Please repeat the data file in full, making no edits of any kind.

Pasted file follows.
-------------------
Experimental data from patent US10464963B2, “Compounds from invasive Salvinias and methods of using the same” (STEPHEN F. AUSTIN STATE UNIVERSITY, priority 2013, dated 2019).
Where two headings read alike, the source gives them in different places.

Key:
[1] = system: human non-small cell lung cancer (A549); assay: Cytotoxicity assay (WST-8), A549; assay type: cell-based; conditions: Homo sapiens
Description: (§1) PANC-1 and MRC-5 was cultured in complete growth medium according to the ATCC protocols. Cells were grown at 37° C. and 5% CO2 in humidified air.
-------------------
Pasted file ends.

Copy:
Experimental data from patent US10464963B2, “Compounds from invasive Salvinias and methods of using the same” (STEPHEN F. AUSTIN STATE UNIVERSITY, priority 2013, dated 2019).
Where two headings read alike, the source gives them in different places.

Key:
[1] = system: human non-small cell lung cancer (A549); assay: Cytotoxicity assay (WST-8), A549; assay type: cell-based; conditions: Homo sapiens
Description: (§1) PANC-1 and MRC-5 was cultured in complete growth medium according to the ATCC protocols. Cells were grown at 37° C. and 5% CO2 in humidified air.